The National Park Service’s Fat Bear Week began Wednesday, Oct. 4, and will run until the following Tuesday, Oct. 10. Fat Bear Week is an annual event in which the public is invited to vote on which bear they think best “exemplifies fatness,” per explore.org, as they pack on pounds in preparation for winter.
On Tuesday, Sept. 30, 2014, Katmai National Park ranger Mike Fitz asked visitors to review photos of a number of the park’s bears before and after they filled out their bodily reserves for the colder months. This event was called Fat Bear Tuesday. Bear #480, also known as “Otis,” won the vote and claimed his first of four Fattest Bear titles to date.
Just as these bears grow to impressive sizes, so too has Fat Bear Week grown over time. After the success of Fat Bear Tuesday, Fitz and Katmai National Park decided to scale the event up to a whole week, which has been taking place in early October every year since 2015. The event culminates on Fat Bear Tuesday, where Fitz, who has now retired from the NPS and serves on the board of directors for the Katmai Conservancy, hosts a live stream that explores the lives of the two finalist bears and hosts the final vote.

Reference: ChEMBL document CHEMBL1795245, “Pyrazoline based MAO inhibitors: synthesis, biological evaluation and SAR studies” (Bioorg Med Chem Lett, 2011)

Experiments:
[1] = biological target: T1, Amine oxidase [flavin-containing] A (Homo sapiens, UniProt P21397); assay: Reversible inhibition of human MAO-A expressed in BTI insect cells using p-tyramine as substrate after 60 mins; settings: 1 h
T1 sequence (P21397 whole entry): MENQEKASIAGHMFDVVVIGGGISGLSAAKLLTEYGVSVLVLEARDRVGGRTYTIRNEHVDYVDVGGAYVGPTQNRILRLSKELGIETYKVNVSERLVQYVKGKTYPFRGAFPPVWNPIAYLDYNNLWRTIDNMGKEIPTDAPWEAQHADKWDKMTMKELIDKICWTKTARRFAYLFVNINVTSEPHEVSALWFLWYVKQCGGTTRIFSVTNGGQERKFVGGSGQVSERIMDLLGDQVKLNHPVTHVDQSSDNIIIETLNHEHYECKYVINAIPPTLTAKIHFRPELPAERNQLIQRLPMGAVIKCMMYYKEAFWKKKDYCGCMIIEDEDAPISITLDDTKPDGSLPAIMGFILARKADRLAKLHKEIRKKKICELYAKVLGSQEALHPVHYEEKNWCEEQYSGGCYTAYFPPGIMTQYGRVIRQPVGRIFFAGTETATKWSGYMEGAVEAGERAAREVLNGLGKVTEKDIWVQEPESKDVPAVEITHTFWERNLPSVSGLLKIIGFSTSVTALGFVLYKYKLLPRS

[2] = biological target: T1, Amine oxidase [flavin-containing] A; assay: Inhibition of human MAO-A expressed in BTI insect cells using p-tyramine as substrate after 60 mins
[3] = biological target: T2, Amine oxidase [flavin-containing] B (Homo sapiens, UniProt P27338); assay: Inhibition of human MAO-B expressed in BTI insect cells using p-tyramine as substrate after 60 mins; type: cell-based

Last year’s heavyweight champion was Bear #747, Bear Force One, whose heaviest estimated weight was 1,400 pounds. 747’s massive size allows him to force other, less impressive bears out of prime fishing holes. However, possibly due to his age, 747 has yielded these spots to similarly-sized rival males, such as Bear #856 and Bear #32, who posed as fierce competition. In spite of these gargantuan challengers, 747 managed to win the public’s hearts and tip the scales in his favor, paving the way to his second championship title.
As entertaining as fat bears are, their intense bulking serves an important survival purpose. Bears in Katmai hibernate in dens through the winter. During this time, they don’t eat or drink, so all the resources they need to survive have to be stored in their bodies’ fat reserves. This is especially important for pregnant bears, as hungry cubs are born in these dens in the middle of winter.
Public engagement is at the center of Fat Bear Week. Without support and excitement from bear-loving constituents, the event and the awareness it raises about bear hibernation would not exist. Those who want a say in who will claim this year’s Fat Bear Champion title can cast their vote on explore.org.
Author: Jacob Horne
Photos courtesy of Katmai National Park
Editor: Lily Brunson